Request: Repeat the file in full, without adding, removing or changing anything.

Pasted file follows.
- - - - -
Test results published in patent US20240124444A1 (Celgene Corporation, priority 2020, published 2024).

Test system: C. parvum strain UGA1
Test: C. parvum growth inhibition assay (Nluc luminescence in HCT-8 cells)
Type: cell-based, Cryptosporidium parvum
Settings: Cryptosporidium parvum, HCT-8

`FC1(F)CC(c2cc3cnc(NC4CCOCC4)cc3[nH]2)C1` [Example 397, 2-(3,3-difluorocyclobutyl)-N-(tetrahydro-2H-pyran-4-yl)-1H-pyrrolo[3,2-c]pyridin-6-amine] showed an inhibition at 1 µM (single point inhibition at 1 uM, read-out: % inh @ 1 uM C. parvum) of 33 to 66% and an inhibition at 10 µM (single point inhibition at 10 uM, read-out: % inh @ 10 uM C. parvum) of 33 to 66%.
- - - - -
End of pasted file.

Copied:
Test results published in patent US20240124444A1 (Celgene Corporation, priority 2020, published 2024).

Test system: C. parvum strain UGA1
Test: C. parvum growth inhibition assay (Nluc luminescence in HCT-8 cells)
Type: cell-based, Cryptosporidium parvum
Settings: Cryptosporidium parvum, HCT-8

`FC1(F)CC(c2cc3cnc(NC4CCOCC4)cc3[nH]2)C1` [Example 397, 2-(3,3-difluorocyclobutyl)-N-(tetrahydro-2H-pyran-4-yl)-1H-pyrrolo[3,2-c]pyridin-6-amine] showed an inhibition at 1 µM (single point inhibition at 1 uM, read-out: % inh @ 1 uM C. parvum) of 33 to 66% and an inhibition at 10 µM (single point inhibition at 10 uM, read-out: % inh @ 10 uM C. parvum) of 33 to 66%.